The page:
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From a Portakabin in Ely to the Avenue of the Giants: a lifetime of tournament woes | Max Rushden


Euro 96 was where it started in a meaningful way or truly feeling the hope and the anguish. The BBC montage splicing together Darren Anderton off the post, Gazza’s studs and Gareth Southgate’s penalty to Walkaway by Cast. Des Lynam presumably delivered something understated but poignant, and the bluesy guitar started pinging away. The montage maker must have been working on two edits. We will never know the upbeat one – a roll of tape just gathering dust in a vault or used as insulation for a two-bed apartment in W1A.

Once in your lifetime. Isn’t that the hope for England fans? To see the men’s side do it just once. This isn’t the hubristic arrogance that forgets that other countries also play football in the weeks leading up to a tournament. It isn’t calling Southgate a failure if we lose on penalties in the semi-finals to France. It isn’t yelling “Oh not faakin’ Bowen” at a big screen in an overcrowded sticky-floored pub as he prepares to come on with eight minutes left to try to break the deadlock against Slovenia. We’re not looking for a dynasty, just one tournament to go in off our collective English backside.

So far it’s a lifetime (or hopefully just half of one) punctuated with biennial disappointment. World Cups and Euros merging into one as life has trundled along. Summer after summer of different players in the same shirt applauding through tears to the fans, or weeping on their haunches. Roll your own England failure story – see where it takes you.

There are hazy childhood memories before ’96. A garden party my parents lugged me to on 12 June 1988 (age nine). Ray Houghton’s header surrounded scones and wasps. I couldn’t tell you if I watched Mexico 86 (age seven) Italia 90 (age 11), or even Euro 92 (age 13) live; I’ve just seen those moments over and over that it’s impossible to separate real life from goals videos on VHS and YouTube. The perplexing Barnes, England have done it, in the last minute of extra time, Keown at left-back, Lineker subbed. USA 94 (age 15) n/a.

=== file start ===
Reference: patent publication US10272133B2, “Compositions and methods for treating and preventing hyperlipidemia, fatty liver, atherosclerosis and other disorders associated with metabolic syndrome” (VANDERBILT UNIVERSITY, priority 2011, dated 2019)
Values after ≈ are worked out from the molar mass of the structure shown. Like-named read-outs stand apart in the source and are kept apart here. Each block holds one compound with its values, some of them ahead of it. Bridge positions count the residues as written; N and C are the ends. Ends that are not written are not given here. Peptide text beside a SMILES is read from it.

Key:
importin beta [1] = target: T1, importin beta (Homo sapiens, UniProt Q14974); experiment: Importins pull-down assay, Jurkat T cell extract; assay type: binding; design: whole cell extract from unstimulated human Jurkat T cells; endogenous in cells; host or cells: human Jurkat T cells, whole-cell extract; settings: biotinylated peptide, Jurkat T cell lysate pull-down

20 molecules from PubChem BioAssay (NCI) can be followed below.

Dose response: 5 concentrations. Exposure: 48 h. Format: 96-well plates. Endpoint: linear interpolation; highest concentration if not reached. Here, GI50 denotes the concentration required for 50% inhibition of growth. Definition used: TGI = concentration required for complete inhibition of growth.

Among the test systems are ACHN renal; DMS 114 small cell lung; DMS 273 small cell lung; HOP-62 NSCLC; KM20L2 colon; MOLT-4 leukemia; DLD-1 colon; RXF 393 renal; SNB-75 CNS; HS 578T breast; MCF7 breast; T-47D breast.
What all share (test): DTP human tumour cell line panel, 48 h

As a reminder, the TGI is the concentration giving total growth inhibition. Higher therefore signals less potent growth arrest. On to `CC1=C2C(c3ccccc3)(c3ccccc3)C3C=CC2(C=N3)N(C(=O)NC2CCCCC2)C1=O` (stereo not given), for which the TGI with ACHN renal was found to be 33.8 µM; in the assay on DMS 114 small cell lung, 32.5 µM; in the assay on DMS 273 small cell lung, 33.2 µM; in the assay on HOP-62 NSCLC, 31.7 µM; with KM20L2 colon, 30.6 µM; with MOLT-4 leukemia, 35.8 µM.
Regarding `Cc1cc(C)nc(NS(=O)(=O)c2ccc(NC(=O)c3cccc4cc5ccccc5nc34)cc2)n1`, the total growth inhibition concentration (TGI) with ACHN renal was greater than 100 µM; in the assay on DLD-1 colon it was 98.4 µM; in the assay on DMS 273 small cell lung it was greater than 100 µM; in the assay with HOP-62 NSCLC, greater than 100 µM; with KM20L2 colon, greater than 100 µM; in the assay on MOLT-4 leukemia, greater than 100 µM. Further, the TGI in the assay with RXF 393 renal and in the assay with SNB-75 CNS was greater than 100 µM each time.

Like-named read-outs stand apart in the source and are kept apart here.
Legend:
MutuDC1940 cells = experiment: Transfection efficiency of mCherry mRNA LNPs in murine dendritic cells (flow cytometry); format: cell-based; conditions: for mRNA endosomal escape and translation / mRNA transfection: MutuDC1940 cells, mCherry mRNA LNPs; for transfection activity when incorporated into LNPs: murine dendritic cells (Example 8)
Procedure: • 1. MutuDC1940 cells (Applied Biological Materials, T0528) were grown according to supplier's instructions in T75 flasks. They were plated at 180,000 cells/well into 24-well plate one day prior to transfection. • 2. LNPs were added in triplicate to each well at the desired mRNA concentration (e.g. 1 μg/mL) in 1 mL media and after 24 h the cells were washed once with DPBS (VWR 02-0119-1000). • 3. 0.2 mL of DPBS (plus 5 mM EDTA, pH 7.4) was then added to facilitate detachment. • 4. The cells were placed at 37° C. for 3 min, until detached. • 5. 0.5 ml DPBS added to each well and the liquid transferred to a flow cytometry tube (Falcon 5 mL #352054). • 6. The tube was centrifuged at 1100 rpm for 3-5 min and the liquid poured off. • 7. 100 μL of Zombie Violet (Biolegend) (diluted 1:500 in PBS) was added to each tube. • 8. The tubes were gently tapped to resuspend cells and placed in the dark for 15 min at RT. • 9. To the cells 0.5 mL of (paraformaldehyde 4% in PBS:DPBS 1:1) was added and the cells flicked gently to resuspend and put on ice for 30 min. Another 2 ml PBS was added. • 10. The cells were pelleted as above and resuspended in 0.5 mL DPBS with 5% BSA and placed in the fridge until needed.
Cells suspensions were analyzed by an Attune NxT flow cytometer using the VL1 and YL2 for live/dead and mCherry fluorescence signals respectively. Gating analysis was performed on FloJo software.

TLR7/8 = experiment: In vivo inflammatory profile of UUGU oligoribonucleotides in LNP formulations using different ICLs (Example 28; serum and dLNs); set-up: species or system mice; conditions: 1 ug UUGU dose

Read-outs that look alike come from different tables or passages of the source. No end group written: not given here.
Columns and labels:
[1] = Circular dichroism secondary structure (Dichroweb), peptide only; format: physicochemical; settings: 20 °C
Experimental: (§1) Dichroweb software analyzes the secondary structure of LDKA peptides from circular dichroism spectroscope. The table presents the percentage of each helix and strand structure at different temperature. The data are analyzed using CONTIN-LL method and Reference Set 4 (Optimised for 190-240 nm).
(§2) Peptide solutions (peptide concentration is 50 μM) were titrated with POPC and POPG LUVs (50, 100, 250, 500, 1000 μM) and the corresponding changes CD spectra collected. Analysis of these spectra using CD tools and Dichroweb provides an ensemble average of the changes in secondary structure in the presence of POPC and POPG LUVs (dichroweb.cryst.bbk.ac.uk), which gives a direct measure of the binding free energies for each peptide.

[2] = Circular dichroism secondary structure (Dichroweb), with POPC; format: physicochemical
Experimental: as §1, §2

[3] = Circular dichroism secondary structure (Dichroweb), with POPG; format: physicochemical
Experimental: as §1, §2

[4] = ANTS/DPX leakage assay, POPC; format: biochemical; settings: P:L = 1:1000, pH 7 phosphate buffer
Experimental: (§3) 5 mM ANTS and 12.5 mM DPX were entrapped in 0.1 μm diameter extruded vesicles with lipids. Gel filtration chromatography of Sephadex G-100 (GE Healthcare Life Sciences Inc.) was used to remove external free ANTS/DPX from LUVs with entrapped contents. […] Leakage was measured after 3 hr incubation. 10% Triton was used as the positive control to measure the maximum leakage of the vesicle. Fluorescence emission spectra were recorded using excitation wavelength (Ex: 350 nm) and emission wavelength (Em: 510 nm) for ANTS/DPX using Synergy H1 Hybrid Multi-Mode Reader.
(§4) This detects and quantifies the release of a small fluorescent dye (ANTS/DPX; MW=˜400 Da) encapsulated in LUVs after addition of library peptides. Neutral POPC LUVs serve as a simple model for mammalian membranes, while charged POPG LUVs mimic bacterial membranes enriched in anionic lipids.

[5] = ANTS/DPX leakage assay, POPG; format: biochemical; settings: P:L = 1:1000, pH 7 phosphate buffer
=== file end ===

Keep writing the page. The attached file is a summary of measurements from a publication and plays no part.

So then 1996 (age 17). A restricted view ticket for the Scotland game I bought off a mate from sixth-form college who charged me double – 20 or 40 quid. Front row behind David Seaman’s goal. The advertising hoardings were so high I couldn’t see Tony Adams take out Gordon Durie. Gary McAllister’s penalty got just enough air to see big Yorkshire hands fend it away. Versus the Netherlands, 20 mates crammed into my folks’ living room. Teddy Sheringham’s pass to Alan Shearer, then a game of 100-a-side on Parker’s Piece in Cambridge well into the night. Maybe you played in it.

1998 (age 19) Queensland. England 2-0 Tunisia. 10pm kick-off. Covered in face paint, I fell off a wall at a Koala’s Backpackers in Noosa. The defeat to Argentina in a youth hostel at 5am in Airlie Beach, celebrating that Sol Campbell header so much I had no idea it was disallowed until turning bemused to the TV wondering why Anderton was clearing one off the line.

Kim Milton Nielsen shows England’s David Beckham (left) the red card at France 98. Photograph: Adam Butler/PA

2000 (age 21) generic university flat. Shearer’s header. 1-0. 2002 (age 23), working in data entry in a Portakabin in Ely with railwaymen who maintained the track. Day games with level crossing supervisors, night games with mates in London. The age of queuing outside a massive bar hours before kick-off and ordering a thousand pints on entry. Shoeless Joes – the Box Park of it’s generation – for Beckham’s penalty against Argentina.The Brazil game was early, in a shared house in Finsbury Park, watching Owen and Ronaldinho – 6am cans of Grolsch never tasted so bad.